Although not in Welling I took a day trip into London and experimented with reflections and abstract shots as part of the GCSE art group's theme of Order and Disorder.

Exploring Ideas Winter 2014
Developing Ideas
Rainy Day Exploration
Further Explorations
High Street and view of the City at dusk
Some new ideas others revisited
More ideas

The above are just a snapshot of some of the explorations undertaken. I compared houses, footpaths, streets, ways of remembering people, shops, different light, times of day, seasons, abstracts, ways people used the local facilities, you name it I think I did it...then enough was enough! The final decision had to be made.

As the shoots progressed I realized although it probably was possible to complete my initial challenge of remaining along the same route, some images didn't quite fit this criteria, even if the majority did. Those that didn't however, do fall within the same small area, with just a little deviation. Some shots I was happy with but struggled to find a successful comparison. Others although a comparison, had no real impact - a house is a house, a park bench is a park bench, unless you can attach some emotional meaning or extra narrative to it. Take for example Ethronvi Road, one of my test shots. The builder of the then new estate, named the road after his three children, Ethel, Ronald and Violet. Sadly it isn't a terribly exciting road to photograph and nothing of interest occurred whilst I was there, so it was dismissed. I have indicated which images were taken along the old A2.

For the final selection:

Caption/add information as required embedded in the IPTC data - Metadata and descriptions were added to all images either via template on upload or additional information added later via Photoshop File>file information     
Process selects in Raw adjusting exposure, dust spots, clarity, chromatic aberration, white balance if necessary
Colour Space Adobe RGB 8bit 300 ppi

Process in Adobe Photoshop, cropping, cloning out small distractions using an adjustment layer, any further tweaks using adjustment layers.

example of working layers image saved as tiff

Final Images

The course guidelines stipulated a portfolio of between 10-15 images. Through a process of elimination and due to the way I wished to effectively promote the completed body of work, I made a final selection of 12 images. The reasons for this amount and their inclusion are detailed below.

Image 1 - Paul

Tripod 24mm f11 1/20 ISO200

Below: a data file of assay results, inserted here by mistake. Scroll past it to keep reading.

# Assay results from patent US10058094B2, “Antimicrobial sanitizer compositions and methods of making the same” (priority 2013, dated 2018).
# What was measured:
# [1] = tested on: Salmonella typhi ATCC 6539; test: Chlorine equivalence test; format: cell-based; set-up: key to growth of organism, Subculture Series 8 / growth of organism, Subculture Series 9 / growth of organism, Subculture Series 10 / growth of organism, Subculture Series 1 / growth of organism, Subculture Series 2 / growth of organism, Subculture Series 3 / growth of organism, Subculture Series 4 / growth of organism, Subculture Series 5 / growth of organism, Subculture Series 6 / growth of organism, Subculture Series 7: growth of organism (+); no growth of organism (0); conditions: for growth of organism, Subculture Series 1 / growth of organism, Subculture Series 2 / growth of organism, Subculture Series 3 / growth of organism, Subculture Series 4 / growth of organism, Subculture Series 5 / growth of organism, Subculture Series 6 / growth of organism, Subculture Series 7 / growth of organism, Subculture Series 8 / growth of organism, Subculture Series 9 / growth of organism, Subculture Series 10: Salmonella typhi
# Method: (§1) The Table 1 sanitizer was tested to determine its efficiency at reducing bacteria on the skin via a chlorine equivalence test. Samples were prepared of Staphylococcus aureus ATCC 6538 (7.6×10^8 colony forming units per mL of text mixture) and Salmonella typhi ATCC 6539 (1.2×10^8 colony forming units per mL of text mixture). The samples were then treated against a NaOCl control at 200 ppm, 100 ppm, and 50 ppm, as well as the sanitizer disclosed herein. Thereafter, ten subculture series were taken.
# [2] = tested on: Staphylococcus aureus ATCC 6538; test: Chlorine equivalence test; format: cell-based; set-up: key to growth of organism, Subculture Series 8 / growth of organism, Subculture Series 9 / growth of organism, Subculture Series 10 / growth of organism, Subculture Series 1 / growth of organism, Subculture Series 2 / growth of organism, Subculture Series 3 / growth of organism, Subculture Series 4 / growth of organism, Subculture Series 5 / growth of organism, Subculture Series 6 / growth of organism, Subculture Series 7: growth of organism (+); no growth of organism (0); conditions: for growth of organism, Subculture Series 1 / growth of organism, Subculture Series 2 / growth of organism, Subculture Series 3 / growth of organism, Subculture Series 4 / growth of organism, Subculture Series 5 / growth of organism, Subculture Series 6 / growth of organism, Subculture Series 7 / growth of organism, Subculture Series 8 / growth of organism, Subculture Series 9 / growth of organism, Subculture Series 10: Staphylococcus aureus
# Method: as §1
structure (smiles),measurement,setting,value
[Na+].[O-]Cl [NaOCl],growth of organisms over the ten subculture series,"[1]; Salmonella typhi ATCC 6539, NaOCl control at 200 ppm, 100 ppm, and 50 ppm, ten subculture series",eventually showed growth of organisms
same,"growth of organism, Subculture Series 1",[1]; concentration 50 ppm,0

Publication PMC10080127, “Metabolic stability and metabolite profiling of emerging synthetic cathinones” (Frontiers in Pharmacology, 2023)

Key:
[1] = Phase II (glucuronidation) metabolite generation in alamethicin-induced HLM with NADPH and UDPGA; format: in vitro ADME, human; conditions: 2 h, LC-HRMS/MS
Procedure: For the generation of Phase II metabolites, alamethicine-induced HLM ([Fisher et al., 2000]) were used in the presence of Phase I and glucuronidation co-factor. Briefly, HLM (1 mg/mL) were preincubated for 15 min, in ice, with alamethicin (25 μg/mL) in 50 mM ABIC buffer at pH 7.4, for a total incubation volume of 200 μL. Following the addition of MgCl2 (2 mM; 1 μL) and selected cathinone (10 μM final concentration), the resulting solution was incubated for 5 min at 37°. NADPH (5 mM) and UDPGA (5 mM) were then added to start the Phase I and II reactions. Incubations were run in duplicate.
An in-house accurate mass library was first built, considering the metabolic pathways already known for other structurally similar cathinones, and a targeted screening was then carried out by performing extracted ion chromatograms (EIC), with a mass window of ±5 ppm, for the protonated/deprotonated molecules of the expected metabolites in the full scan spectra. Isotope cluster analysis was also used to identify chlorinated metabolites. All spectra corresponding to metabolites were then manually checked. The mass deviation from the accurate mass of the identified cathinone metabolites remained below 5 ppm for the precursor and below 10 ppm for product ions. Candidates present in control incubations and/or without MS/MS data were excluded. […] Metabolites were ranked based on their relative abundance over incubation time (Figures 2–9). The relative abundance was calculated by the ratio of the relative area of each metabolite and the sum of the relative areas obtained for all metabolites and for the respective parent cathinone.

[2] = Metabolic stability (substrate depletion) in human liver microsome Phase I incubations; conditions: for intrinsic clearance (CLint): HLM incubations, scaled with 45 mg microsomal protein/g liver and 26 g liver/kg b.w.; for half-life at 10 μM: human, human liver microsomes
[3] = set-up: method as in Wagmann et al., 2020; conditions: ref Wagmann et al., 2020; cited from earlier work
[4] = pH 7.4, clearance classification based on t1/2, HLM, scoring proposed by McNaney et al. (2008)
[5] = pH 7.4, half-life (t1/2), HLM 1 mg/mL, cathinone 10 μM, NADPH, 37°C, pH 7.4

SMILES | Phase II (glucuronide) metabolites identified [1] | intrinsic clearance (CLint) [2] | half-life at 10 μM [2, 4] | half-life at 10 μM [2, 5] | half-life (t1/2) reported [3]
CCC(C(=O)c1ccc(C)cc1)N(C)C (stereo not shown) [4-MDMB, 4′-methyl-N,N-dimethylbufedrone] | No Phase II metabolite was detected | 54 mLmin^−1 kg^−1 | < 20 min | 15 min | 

On 29th November 2002 19-year-old Paul Powell was involved in an accident on Shooters Hill. He and his best friend, Sam Turner, had escorted a female friend onto a bus. As they re-crossed the road  Paul was stuck by a car overtaking the stationary bus. His sister still places flowers on a nearby lamppost in his memory. The colours are strong primary colours which catch your attention. Yellow is now strongly associated with remembering people; the yellow ribbon has long been a symbol of support for absent or missing loved ones.  A fairly busy image with no negative space it communicates a personal experience of place and how it has been made significant by one particular family. What made this event more tragic is the pedestrian bridge yards away from where the accident took place. This image was selected because it helped tell the narrative, the flowers commemorating his life, the bus which was a significant part of the accident, and the overhead bridge in the background. Wanting to capture movement within the image I chose to shoot at a slow shutter speed of 1/20 and used a tripod and shutter release cable. Shot on ISO200 due to a slightly overcast day the lighting was superb to capture the flowers without shadows or deep contrasts and I think the lighting adds to the sombre subject. The diagonals of the rose stems lead your eye into the frame and the composition of the deep yellow roses divide the frame in half diagonally leaving the other half to tell the narrative. There is interest in the fore, mid and background, the interaction between the different planes making the image dynamic.The shallow depth of field provides a blurred background which includes the elements relating to the story but allows the audience to tell their own.